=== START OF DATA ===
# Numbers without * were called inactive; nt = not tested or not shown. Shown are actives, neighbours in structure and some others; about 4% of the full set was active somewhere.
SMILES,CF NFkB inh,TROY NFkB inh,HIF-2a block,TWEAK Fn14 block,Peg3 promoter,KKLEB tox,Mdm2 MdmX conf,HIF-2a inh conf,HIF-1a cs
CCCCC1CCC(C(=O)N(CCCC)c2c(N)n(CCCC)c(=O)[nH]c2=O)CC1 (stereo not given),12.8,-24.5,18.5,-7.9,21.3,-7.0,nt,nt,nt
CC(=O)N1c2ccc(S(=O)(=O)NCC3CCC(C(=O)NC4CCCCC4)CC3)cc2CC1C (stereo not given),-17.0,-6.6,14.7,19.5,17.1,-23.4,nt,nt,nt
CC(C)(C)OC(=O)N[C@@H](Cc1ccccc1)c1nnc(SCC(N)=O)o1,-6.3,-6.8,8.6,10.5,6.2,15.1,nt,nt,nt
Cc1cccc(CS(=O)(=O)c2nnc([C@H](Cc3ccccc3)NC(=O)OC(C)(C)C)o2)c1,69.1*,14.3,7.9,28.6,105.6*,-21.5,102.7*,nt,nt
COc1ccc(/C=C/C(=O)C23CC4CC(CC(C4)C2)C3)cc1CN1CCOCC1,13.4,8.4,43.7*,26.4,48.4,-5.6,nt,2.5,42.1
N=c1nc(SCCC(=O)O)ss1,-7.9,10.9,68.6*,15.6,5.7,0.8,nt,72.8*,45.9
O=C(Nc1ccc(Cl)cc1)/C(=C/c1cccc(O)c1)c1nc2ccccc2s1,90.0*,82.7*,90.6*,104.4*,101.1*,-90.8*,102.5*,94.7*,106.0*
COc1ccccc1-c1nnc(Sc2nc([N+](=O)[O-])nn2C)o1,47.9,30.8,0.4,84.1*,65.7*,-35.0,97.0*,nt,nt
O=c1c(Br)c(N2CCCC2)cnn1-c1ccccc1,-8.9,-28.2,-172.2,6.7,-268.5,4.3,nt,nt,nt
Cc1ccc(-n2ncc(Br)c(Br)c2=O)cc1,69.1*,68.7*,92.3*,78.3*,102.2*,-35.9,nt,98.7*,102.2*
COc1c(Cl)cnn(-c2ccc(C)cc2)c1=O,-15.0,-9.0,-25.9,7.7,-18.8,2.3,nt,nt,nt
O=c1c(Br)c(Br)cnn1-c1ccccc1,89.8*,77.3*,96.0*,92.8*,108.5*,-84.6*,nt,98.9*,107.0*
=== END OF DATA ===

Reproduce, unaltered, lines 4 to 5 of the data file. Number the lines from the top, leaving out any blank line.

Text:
CC(=O)N1c2ccc(S(=O)(=O)NCC3CCC(C(=O)NC4CCCCC4)CC3)cc2CC1C (stereo not given),-17.0,-6.6,14.7,19.5,17.1,-23.4,nt,nt,nt
CC(C)(C)OC(=O)N[C@@H](Cc1ccccc1)c1nnc(SCC(N)=O)o1,-6.3,-6.8,8.6,10.5,6.2,15.1,nt,nt,nt